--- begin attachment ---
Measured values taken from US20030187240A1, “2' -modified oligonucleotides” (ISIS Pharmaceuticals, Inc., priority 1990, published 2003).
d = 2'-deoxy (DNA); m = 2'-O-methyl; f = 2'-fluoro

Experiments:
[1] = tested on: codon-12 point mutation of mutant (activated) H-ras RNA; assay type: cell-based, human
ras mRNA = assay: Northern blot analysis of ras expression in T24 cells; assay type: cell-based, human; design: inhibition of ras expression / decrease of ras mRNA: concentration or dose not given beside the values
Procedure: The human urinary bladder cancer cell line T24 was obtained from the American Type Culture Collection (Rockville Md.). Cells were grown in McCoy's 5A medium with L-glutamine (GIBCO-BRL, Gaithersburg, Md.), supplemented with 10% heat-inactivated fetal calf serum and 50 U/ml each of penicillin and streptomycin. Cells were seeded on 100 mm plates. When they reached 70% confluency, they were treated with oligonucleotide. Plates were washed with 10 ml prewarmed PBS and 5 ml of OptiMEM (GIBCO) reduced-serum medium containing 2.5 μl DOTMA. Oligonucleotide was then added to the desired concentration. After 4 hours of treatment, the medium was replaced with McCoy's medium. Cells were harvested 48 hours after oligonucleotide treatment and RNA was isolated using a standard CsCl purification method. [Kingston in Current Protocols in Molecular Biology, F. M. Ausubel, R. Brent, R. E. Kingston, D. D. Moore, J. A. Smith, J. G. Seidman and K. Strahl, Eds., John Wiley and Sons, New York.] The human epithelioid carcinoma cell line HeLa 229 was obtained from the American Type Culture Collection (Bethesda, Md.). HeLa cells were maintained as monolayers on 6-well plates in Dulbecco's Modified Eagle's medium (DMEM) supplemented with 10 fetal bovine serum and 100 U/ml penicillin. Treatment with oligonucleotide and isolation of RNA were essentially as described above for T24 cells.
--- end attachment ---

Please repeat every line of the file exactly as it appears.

Measured values taken from US20030187240A1, “2' -modified oligonucleotides” (ISIS Pharmaceuticals, Inc., priority 1990, published 2003).
d = 2'-deoxy (DNA); m = 2'-O-methyl; f = 2'-fluoro

Experiments:
[1] = tested on: codon-12 point mutation of mutant (activated) H-ras RNA; assay type: cell-based, human
ras mRNA = assay: Northern blot analysis of ras expression in T24 cells; assay type: cell-based, human; design: inhibition of ras expression / decrease of ras mRNA: concentration or dose not given beside the values
Procedure: The human urinary bladder cancer cell line T24 was obtained from the American Type Culture Collection (Rockville Md.). Cells were grown in McCoy's 5A medium with L-glutamine (GIBCO-BRL, Gaithersburg, Md.), supplemented with 10% heat-inactivated fetal calf serum and 50 U/ml each of penicillin and streptomycin. Cells were seeded on 100 mm plates. When they reached 70% confluency, they were treated with oligonucleotide. Plates were washed with 10 ml prewarmed PBS and 5 ml of OptiMEM (GIBCO) reduced-serum medium containing 2.5 μl DOTMA. Oligonucleotide was then added to the desired concentration. After 4 hours of treatment, the medium was replaced with McCoy's medium. Cells were harvested 48 hours after oligonucleotide treatment and RNA was isolated using a standard CsCl purification method. [Kingston in Current Protocols in Molecular Biology, F. M. Ausubel, R. Brent, R. E. Kingston, D. D. Moore, J. A. Smith, J. G. Seidman and K. Strahl, Eds., John Wiley and Sons, New York.] The human epithelioid carcinoma cell line HeLa 229 was obtained from the American Type Culture Collection (Bethesda, Md.). HeLa cells were maintained as monolayers on 6-well plates in Dulbecco's Modified Eagle's medium (DMEM) supplemented with 10 fetal bovine serum and 100 U/ml penicillin. Treatment with oligonucleotide and isolation of RNA were essentially as described above for T24 cells.